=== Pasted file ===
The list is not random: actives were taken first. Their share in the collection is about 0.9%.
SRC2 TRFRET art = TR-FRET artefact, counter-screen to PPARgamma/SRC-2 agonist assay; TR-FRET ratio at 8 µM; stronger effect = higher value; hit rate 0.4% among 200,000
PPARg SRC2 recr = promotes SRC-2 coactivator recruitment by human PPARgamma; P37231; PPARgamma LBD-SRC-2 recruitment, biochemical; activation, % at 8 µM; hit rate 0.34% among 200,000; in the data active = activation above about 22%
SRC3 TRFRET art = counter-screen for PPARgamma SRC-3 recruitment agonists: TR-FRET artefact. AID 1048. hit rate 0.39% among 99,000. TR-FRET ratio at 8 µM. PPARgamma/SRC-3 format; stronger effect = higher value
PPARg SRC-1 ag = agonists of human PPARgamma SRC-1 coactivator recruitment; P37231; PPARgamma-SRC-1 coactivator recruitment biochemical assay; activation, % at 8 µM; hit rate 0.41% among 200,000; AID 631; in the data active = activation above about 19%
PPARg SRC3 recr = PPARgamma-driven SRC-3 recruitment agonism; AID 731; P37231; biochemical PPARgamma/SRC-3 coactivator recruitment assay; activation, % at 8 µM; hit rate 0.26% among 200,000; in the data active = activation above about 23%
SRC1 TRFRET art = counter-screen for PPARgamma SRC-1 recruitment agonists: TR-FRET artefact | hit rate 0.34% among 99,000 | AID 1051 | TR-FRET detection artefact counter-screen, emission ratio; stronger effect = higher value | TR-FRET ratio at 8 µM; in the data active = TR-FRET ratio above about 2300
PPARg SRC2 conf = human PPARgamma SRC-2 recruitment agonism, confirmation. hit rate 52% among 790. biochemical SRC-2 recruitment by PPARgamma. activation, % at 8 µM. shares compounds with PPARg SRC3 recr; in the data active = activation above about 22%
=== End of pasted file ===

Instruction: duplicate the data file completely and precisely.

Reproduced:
The list is not random: actives were taken first. Their share in the collection is about 0.9%.
SRC2 TRFRET art = TR-FRET artefact, counter-screen to PPARgamma/SRC-2 agonist assay; TR-FRET ratio at 8 µM; stronger effect = higher value; hit rate 0.4% among 200,000
PPARg SRC2 recr = promotes SRC-2 coactivator recruitment by human PPARgamma; P37231; PPARgamma LBD-SRC-2 recruitment, biochemical; activation, % at 8 µM; hit rate 0.34% among 200,000; in the data active = activation above about 22%
SRC3 TRFRET art = counter-screen for PPARgamma SRC-3 recruitment agonists: TR-FRET artefact. AID 1048. hit rate 0.39% among 99,000. TR-FRET ratio at 8 µM. PPARgamma/SRC-3 format; stronger effect = higher value
PPARg SRC-1 ag = agonists of human PPARgamma SRC-1 coactivator recruitment; P37231; PPARgamma-SRC-1 coactivator recruitment biochemical assay; activation, % at 8 µM; hit rate 0.41% among 200,000; AID 631; in the data active = activation above about 19%
PPARg SRC3 recr = PPARgamma-driven SRC-3 recruitment agonism; AID 731; P37231; biochemical PPARgamma/SRC-3 coactivator recruitment assay; activation, % at 8 µM; hit rate 0.26% among 200,000; in the data active = activation above about 23%
SRC1 TRFRET art = counter-screen for PPARgamma SRC-1 recruitment agonists: TR-FRET artefact | hit rate 0.34% among 99,000 | AID 1051 | TR-FRET detection artefact counter-screen, emission ratio; stronger effect = higher value | TR-FRET ratio at 8 µM; in the data active = TR-FRET ratio above about 2300
PPARg SRC2 conf = human PPARgamma SRC-2 recruitment agonism, confirmation. hit rate 52% among 790. biochemical SRC-2 recruitment by PPARgamma. activation, % at 8 µM. shares compounds with PPARg SRC3 recr; in the data active = activation above about 22%